Après une longue éclipse, le compas parfait utilisé par al-Qûhî, al-Sijzî et leurs successeurs pour faire le tracé continu des sections coniques réapparaît chez des mathématiciens de la Renaissance comme le vénitien Francesco Barozzi. La résurgence de cet instrument est liée à son utilité pour résoudre les nouveaux problèmes optico-perspectifs. Après avoir passé en revue les différents instruments permettant le tracé des sections coniques, l'article se focalise sur le compas à coniques et décrit ses usages théoriques et pratiques. Contrairement (...) à la thèse courante d'une invention indépendante, plusieurs éléments suggèrent une filiation directe entre le birkâr al-tâmm de la tradition mathématique arabe et le compas à coniques italien. Nous étudions à la suite l'hypothèse de transmission la plus probable impliquant: 1° Ibn Yûnus et ses disciples de Mossoul, 2° le sultan Malik al- Kâmil de Damas, 3° Maître Théodore et Frédéric II à la cour de Sicile, 4° Andalò di Negro à Naples, 5° Lorenzo della Volpaia, Vinci, Sangallo et Michelangelo à Florence, 6° Ausonio, Contarini, Thiene et Barozzi à Venise. (shrink)
The treatise On Formative Power of Ferrara's emblematic medical humanist, Nicolò Leoniceno , is the one of the first embryological monographs of the Renaissance. It shows, at the same time, the continuity of medieval Arabo-Latin tradition and the new elements brought by Renaissance medical humanism, namely through the use of the ancient Greek commentators of Aristotle like Simplicius. Thus this treatise stands at the crossroad of these two currents. The present study analyses the range of Leoniceno's philosophical discussion, (...) determines its exact sources and brings to light premises for the early modern development of the concept of formative force, which will end up in the theory of "plastic nature" at the heart of the Scientific Revolution. (shrink)
Written by an eminent authority on the Renaissance, this collection of essays focuses on topics such as humanist learning, humanist moral thought, the diffusion of humanism, Platonism, music and learning during the early Renaissance, and ...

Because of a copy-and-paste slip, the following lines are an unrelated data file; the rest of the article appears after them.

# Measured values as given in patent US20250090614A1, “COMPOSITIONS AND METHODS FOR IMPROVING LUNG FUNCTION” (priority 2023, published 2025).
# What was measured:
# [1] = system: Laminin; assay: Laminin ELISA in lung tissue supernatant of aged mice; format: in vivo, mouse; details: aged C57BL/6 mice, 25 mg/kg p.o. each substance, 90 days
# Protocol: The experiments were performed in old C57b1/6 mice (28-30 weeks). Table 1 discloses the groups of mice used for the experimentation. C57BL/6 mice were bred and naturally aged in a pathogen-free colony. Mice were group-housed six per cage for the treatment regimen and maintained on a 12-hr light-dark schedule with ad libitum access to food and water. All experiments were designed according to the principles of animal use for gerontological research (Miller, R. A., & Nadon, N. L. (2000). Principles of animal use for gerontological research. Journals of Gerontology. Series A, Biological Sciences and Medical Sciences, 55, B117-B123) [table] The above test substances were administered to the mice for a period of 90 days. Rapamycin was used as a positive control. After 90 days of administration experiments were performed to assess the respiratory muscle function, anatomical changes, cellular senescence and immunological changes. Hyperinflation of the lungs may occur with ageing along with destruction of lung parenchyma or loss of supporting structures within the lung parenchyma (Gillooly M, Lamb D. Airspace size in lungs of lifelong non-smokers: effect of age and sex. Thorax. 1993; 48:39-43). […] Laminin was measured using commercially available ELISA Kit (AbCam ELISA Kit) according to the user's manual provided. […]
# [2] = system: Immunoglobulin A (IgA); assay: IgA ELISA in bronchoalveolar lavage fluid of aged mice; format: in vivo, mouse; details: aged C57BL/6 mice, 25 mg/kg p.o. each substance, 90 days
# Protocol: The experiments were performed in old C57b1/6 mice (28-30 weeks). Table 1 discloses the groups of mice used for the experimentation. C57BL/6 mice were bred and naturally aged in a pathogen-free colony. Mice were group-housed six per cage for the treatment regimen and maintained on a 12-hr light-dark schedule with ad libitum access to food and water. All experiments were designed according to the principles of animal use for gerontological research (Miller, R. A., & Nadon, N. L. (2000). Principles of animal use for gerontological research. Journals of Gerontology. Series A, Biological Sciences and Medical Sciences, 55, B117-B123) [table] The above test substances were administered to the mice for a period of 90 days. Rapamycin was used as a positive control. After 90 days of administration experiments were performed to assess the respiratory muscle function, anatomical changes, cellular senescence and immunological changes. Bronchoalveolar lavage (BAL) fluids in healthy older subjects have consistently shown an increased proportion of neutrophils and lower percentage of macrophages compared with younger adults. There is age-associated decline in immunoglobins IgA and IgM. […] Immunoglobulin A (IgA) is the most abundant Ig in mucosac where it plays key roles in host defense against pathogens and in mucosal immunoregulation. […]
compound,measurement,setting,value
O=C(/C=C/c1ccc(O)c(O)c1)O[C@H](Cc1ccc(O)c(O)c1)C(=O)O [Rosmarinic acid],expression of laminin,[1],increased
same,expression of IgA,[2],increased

In a world of confrontations between numerous cultures, traditions, languages, and religions, the meaning of “human” and “humanism” reaches a higher level of “humanness.” The pluralism of cultural, political, and religious outlook creates new options and alternative interpretations of what constitutes the “human.” True humanness is always there, open and accessible to all, with nothing being hidden or obscured. At the same time, true humanness is also a matter of doing, not just being. To be “true” is to live the (...) truth, to be with it, and to be part of it. We exist inside this truth as a passion, which informs all the decisions we make in life. So true humanness is not something objective and static, something to be studied from a distance; true humanness is an up-close and personal way of living, a mode of existence, something that is relational. Our way toward a more complex understanding of humanness faces similar obstacles as a yogi encounters on his way to the final way of Yoga. Patañjali in his Yoga Sutras describes these obstacles—kleshas—as the afflictions of the human mind, or destructive and disturbing emotions: ignorance, ego, attachment, aversion, and clinging to life. A higher understanding of “humanness” will not be reached without an ethical engagement of individuals, as well as formal and informal commitment of institutions and nations. Such an endeavor will consequently reveal yet-undiscovered human potential, leading to a renaissance of our acting, thinking, and believing. (shrink)
Oberman, H. A. Quoscunque tulit foecunda vetustas.--Bouwsma, W. J. The two faces of humanism.--Gilmore, M. P. Italian reactions to Erasmian humanism.--Dresden, S. The profile of the reception of the Italian Renaissance in France.--IJsewijn, J. The coming of humanism to the Low Countries.--Hay, D. England and the humanities in the fifteenth century.--Spitz, L. W. The course of German humanism.
On peut remettre en question plusieurs schémas conceptuels utilisés par les historiens de l’herméneutique si l’on tient compte de l’histoire de traditions philosophiques qui ne devraient pas être négligées par ceux qui s’attachent à reconstruire le développement des notions et des méthodes herméneutiques. Centré sur la tradition aristotélicienne, cet article a pour but de montrer : 1) qu’entre le Moyen Âge et la Renaissance, le sens du terme latin interpretatio a sensiblement changé ; 2) que l’approche humaniste du corpus (...) aristotélicien se base sur le principe que tout auteur est le meilleur interprète de lui-même ; 3) que ce principe était formulé et discuté dans certains traités, négligés, qui portaient sur l’optima ratio interpretandi Aristotelem et furent publiés par Nuñez en 1554, Pascual en 1591 et Piccart en 1605. (shrink)